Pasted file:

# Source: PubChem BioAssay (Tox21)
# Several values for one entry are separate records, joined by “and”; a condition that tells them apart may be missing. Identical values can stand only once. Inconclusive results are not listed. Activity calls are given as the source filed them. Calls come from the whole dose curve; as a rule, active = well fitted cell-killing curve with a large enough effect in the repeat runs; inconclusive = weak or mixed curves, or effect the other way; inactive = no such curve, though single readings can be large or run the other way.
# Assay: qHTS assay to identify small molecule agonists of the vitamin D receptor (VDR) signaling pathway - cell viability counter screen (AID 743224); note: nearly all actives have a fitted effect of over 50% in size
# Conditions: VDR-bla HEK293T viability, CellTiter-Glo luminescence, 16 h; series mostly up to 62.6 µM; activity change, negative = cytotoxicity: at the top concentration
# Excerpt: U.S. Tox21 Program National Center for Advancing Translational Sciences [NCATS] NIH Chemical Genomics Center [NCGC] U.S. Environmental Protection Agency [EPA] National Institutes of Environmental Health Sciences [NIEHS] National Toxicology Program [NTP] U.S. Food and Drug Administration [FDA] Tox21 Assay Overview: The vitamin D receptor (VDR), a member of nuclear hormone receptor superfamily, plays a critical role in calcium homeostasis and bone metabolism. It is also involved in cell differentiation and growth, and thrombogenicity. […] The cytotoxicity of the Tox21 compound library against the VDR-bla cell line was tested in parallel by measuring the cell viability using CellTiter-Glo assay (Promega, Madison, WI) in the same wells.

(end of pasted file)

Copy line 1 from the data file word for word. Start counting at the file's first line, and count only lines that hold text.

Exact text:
# Source: PubChem BioAssay (Tox21)